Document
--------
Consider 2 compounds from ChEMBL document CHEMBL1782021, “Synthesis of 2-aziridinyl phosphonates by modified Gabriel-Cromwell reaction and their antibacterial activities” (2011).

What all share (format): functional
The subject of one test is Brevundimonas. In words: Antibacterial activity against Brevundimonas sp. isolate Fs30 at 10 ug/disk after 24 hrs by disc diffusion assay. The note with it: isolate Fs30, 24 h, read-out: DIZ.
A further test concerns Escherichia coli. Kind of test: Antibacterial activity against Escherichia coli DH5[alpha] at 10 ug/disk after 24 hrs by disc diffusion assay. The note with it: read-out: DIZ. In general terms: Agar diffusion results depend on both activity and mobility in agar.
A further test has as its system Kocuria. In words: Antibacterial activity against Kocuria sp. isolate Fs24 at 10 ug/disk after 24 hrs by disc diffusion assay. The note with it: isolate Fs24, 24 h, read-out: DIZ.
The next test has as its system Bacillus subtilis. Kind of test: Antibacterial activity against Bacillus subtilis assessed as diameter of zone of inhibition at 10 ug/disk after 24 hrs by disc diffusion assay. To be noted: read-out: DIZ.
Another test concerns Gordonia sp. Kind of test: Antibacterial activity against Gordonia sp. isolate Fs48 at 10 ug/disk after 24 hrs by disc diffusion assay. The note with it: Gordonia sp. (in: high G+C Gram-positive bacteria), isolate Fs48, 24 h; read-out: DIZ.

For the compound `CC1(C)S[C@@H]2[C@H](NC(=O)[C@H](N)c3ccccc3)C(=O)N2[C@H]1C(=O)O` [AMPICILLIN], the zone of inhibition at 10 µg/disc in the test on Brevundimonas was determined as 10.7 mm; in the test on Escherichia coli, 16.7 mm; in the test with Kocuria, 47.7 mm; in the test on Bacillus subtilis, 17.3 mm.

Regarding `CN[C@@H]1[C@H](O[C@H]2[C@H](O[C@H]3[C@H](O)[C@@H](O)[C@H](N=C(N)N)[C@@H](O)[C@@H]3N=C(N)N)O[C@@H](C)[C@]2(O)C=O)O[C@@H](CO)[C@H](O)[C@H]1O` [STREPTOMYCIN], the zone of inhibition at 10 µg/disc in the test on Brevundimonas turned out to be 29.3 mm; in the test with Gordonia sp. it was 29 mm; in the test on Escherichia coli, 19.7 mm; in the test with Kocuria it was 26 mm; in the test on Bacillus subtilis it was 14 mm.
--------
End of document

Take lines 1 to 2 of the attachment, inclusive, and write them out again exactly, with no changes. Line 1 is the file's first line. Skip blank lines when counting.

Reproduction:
Consider 2 compounds from ChEMBL document CHEMBL1782021, “Synthesis of 2-aziridinyl phosphonates by modified Gabriel-Cromwell reaction and their antibacterial activities” (2011).

What all share (format): functional